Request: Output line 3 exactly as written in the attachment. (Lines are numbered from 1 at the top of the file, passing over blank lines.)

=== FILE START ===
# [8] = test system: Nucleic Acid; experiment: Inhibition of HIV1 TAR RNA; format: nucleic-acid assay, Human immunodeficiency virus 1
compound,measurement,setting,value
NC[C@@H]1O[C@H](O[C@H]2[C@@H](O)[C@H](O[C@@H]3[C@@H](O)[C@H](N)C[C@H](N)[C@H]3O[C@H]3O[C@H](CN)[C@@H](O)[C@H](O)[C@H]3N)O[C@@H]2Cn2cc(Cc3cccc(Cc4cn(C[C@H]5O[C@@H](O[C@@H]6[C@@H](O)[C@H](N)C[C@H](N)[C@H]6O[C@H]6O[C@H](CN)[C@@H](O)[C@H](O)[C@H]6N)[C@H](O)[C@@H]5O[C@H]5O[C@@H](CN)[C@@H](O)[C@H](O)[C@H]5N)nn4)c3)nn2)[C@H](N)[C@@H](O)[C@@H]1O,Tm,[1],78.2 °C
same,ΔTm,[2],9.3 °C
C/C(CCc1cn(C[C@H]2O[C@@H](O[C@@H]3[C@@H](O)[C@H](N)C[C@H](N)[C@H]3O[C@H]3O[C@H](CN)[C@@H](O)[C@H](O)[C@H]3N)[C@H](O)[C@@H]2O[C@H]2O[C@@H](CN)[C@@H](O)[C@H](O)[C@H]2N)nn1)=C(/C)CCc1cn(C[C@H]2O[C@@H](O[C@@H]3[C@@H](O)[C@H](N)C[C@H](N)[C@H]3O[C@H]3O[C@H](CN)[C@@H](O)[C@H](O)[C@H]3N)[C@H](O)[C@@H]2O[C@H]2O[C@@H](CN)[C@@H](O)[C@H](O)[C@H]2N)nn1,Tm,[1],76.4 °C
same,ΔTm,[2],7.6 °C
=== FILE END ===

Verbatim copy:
NC[C@@H]1O[C@H](O[C@H]2[C@@H](O)[C@H](O[C@@H]3[C@@H](O)[C@H](N)C[C@H](N)[C@H]3O[C@H]3O[C@H](CN)[C@@H](O)[C@H](O)[C@H]3N)O[C@@H]2Cn2cc(Cc3cccc(Cc4cn(C[C@H]5O[C@@H](O[C@@H]6[C@@H](O)[C@H](N)C[C@H](N)[C@H]6O[C@H]6O[C@H](CN)[C@@H](O)[C@H](O)[C@H]6N)[C@H](O)[C@@H]5O[C@H]5O[C@@H](CN)[C@@H](O)[C@H](O)[C@H]5N)nn4)c3)nn2)[C@H](N)[C@@H](O)[C@@H]1O,Tm,[1],78.2 °C